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HISTORICAL HINTS: Capers are a very well known and appreciated product since ancient times and authors such as Dioscorides and Pliny cited it in their works; even the Bible (Ecclesiastes XII 5) refers to their properties. In the modernage, specific information can be found in the essay by Prof. Calcara, “Breve cenno sulla Geognosia ed agricoltura dell'isola di Pantelleria”, published in “Il Giornale della Commissione d'Agricoltura e Pastorizia in Sicilia”, Palermo, 1855.

THE PLANT - The caper (Capparis spinosa L.) is a shrub typical of the Mediterranean vegetation growing on old walls, in rock cracks and in stone piles, especially in sea places; it is composed of a basal and woody trunk and herbaceous branches in the superior part. Its height goes from 30 to 50 cm; leaves are dark-green, fleshy and oval shaped, while white-pink flowers with purplish shimmer are very eye-catching and perfumed and have a diameter of 5 cm and many purple stamen in the central part. The fruit is a berry filled with a lot of black seeds. The flowering of the caper plant is between the end of May and the beginning of September, when the picking of buds – not bloomed flowers - takes place; buds must be picked as soon as they bud: they are small, hard and very flavoured. Farmers go back to the same plants every 8-10 days, according to the weather and their work is very hard both because they have to bent down and because of the suffocating summer climate.

PROPERTIES – Capers contains more quercetin per weight than any other plant. Root cortex is used in herbal medicine. It has diuretic and blood vessel protective properties; it can also be used to treat gout, haemorrhoids and varicose veins. A caper roots and shoot infusion was used in popular medicine to relieve from rheumatisms. Recently, dried caper fruit extracts (especially if associated with Olea europa, Glycyrrhiza glabra and ribes nigrum) have been proved to be a skin antioxidant, antiphlogistic and valid in allergic dermatopathologies.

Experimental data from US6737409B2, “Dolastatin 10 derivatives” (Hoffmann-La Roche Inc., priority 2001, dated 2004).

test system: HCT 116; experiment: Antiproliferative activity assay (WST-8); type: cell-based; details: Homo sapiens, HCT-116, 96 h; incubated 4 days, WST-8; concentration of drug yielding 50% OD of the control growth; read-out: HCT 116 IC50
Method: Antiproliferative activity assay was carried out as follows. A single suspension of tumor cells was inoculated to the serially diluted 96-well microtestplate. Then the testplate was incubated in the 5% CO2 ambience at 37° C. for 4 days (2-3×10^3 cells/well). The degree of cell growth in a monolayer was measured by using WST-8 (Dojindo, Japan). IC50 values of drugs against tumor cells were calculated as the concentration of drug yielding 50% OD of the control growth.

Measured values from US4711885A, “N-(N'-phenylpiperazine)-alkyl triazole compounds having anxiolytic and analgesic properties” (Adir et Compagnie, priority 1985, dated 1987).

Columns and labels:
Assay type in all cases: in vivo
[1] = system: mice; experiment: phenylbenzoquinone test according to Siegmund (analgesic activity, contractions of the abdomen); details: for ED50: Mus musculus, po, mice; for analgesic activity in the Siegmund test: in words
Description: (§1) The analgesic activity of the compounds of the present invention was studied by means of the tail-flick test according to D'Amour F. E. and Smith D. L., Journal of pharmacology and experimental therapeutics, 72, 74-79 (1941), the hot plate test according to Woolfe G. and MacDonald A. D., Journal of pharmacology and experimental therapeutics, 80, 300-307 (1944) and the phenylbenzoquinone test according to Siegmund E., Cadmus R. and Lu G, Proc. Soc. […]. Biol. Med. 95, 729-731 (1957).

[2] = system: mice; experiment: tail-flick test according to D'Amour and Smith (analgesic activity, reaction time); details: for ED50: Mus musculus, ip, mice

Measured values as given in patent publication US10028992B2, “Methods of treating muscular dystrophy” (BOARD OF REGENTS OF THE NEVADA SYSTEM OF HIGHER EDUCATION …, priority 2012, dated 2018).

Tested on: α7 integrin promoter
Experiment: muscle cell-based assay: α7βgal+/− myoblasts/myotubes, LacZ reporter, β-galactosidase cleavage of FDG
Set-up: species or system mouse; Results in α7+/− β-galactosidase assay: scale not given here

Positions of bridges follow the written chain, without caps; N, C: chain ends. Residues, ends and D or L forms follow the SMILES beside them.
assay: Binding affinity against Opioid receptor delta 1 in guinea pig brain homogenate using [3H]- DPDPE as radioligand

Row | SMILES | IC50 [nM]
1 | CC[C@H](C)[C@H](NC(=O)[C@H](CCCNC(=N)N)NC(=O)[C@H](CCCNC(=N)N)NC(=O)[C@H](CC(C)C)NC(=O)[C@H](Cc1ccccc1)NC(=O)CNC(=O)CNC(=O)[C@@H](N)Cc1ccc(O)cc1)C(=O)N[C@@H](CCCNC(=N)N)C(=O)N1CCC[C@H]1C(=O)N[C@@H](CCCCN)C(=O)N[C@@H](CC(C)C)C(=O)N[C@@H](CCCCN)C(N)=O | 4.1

Capers contain mineral salts (potassium, calcium, sodium, iron, magnesium, phosphorus), and vitamins B1, B2; PP, C.
Nutritional values for 100 gr of product:
- Calories: 23;
- Water: 83,85;
- Proteins: 2,36;
- Fats: 0.86;
- Carbohydrates: 4,89;
- Fibres: 2,3;

CULINARY USE – Capers are preserved with salt, in vinegar and in brine to be used in many ways to prepare pasta, main course, sauces and seasonings. Capers are very easy to use: you just have to take the required quantity and wash them with water, eliminating preserving salt or, if you like them less salty, you leave them in a brawl with water for one hour and then they are ready to be used. If you buy capers in plastic bags, you just need to transfer them in a glass pot with a cap in order not to lose humidity. Pantelleria capers are able to last different years if well preserved, maintaining their excellent organoleptic characteristics. Aromatic properties are contained in flower buds, generally called capers. Capers, which are used in gastronomy from millenniums, are still picked closed and preserved with salt or in vinegar, and are used to aromatize dishes and fit very well with a great variety of food: meat, fish, and pasta. The fruit, with a taste similar to capers but more delicate is called “cucuncio” or “cocuncio” or “capperone” (big caper) and it is preserved with salt, in vinegar or in brine and, traditionally, it is used in Aeolian isles recipes to season fish courses. People from Aeolian isles use to desalinate “cucnci” and capers and eat them as any other vegetable, usually in salads. Also young leaves can be used in salads if previously cooked in hot boiling water for few minutes. People from Pantelleria isle have a funny way to favour the cultivation of capers: using a blowgun, they “shoot” caper seeds in well exposed wall cracks or on roofs.

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